Globe and Mail suddenly figures out socialism

Ragging on about how “insensitive” it is for Canada’s Big Government Dairy Supply Management and Price Control Central Planning Politbureau (OK, “The Canadian Dairy Commission”) to raise dairy prices at this time, the Globe and Mail seems to suddenly become aware of socialism — and all of its splendid benefits.

“The insensitivity of announcing so steep and quick an increase during the pandemic is stunning, but not surprising. Indifference to the real world is baked into Canadian supply management, a thoroughly opaque system of production quotas, price fixing and protectionist import tariffs that has produced some of the highest retail costs for dairy products in the world.”

But they’re not really all that convinced just yet. After all, “true socialism hasn’t really been tried yet,” or whatever the NDP kids say these days. The editors at the G&M seem smitten by Soviet-style Big Government Central Planning, notwithstanding its “insensitive” timing. Speaking of these government supply management dictates that currently control what should be free markets, and in spite of what they acknowledge is a “stunning” decision showing utter (heh!) “indifference” to Canadians, they offer this:

“Its plusses are that it guarantees a steady supply of safe, good-quality milk that comes from humanely treated cows, prevents overproduction that can lead to spoilage and eliminates price volatility.”

Spoken like a true Soviet.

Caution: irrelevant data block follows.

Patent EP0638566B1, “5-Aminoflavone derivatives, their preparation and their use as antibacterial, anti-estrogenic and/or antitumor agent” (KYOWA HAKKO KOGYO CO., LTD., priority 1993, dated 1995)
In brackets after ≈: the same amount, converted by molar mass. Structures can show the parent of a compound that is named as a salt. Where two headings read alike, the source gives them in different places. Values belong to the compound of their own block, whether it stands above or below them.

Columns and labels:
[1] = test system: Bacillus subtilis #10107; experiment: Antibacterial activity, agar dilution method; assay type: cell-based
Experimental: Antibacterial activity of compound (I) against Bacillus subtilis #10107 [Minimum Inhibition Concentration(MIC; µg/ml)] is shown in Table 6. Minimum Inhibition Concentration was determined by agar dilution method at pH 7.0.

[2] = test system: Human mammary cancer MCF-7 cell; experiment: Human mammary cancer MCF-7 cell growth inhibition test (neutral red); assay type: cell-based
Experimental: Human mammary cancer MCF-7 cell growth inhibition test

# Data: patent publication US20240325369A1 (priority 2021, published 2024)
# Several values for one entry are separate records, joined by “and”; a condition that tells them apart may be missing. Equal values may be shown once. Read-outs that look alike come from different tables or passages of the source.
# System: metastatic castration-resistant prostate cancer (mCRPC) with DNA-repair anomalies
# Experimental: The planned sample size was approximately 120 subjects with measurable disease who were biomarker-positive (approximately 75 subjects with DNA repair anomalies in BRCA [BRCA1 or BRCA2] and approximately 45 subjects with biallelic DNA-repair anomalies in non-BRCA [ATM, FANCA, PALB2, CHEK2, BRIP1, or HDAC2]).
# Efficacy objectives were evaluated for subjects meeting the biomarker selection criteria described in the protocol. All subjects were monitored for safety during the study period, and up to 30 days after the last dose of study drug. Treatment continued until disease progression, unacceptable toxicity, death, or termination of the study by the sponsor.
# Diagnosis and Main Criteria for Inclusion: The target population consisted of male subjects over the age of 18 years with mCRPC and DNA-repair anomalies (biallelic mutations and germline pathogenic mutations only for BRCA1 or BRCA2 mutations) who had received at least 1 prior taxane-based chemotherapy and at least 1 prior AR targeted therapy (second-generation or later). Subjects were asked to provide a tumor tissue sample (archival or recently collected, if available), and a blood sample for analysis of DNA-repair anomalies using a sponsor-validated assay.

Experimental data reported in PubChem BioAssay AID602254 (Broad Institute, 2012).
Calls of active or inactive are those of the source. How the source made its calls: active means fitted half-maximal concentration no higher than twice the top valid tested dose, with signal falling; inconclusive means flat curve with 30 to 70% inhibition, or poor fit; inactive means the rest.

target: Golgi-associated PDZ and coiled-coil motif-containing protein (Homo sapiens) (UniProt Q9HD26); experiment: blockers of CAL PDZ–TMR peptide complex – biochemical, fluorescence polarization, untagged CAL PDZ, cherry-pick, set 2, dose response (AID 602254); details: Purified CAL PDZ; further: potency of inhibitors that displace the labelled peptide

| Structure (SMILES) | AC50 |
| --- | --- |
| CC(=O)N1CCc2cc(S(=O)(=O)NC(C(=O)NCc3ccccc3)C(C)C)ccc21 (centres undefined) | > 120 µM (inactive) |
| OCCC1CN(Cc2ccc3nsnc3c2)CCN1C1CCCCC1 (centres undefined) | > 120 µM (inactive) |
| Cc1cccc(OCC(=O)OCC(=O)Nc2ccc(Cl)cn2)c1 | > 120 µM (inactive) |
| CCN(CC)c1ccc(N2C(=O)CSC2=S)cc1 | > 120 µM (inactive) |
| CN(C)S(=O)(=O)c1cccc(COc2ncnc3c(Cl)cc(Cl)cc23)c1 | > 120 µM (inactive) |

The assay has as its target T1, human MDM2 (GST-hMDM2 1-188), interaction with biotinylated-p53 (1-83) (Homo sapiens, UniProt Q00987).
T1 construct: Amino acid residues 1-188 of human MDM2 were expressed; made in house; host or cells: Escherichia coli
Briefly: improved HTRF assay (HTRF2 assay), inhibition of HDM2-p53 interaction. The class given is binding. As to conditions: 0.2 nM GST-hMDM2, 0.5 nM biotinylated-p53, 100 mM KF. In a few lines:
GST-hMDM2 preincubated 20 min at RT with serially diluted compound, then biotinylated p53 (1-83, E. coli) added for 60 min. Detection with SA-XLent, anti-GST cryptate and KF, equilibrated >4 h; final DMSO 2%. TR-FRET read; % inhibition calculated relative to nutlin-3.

They do acknowledge some of socialism’s multitudinous downfalls:

“But as a recent study by Mr. Charlebois and others says, its downsides are high retail prices, as well as “low levels of innovation in the industry, and an unfavourable starting point for trade negotiations.””

Oh, there are a lot more downsides than just that, my self-esteemed neo-gnostics of the new — now more progressive! — liberal left. Which reminds me of my recent post about another socialist paradise: North Korea, and its own supply management problems plaguing the nation because of its, well, socialism. Headline for that: Socialist North Korea told to “eat less,” on account of “there’s no food”.

Not seeing a lot of “plusses” there.

But make no mistake: nothing will be done even after Canadians balk (and the Globe and Mail pretends to feel your pain) at paying the government’s centrally-planned increase of 10% or so on dairy. This is a Quebec and Ontario-based industry primarily, not Alberta-based. So it is super-duper important for all of Canada, y’all! If milk were only produced in Alberta, they’d cut the price at this auspicious time “for the good of all of Canada”. As Rex Murphy wrote today in the National Post:

…if oil and gas were Quebec’s main industry, defending it, promoting it and declaring it as being in Canada’s national interest would be sacramental imperatives.

Defending oil would be a requirement for Quebec citizenship. Trudeau would be preaching from the altars of Quebec’s most majestic cathedrals about the wretched and nation-breaking attacks on the central Quebec industry.

If oil were in Quebec, it would be a law that people have to bathe in it before going outdoors. Politicians would bring thuribles (incense containers) to swing and spread holy odours before every oil rig. They would genuflect at every Esso sign, and kiss the gas pump at every rise in price.

But oil is not in Quebec. It is in Alberta. And that, as Robert Frost once remarked, “has made all the difference.”

So the government of North Kanadistan will just carry on, maybe even double down, and raise the non-market prices of our milk and butter; and we will just have to eat less.

Joel Johannesen
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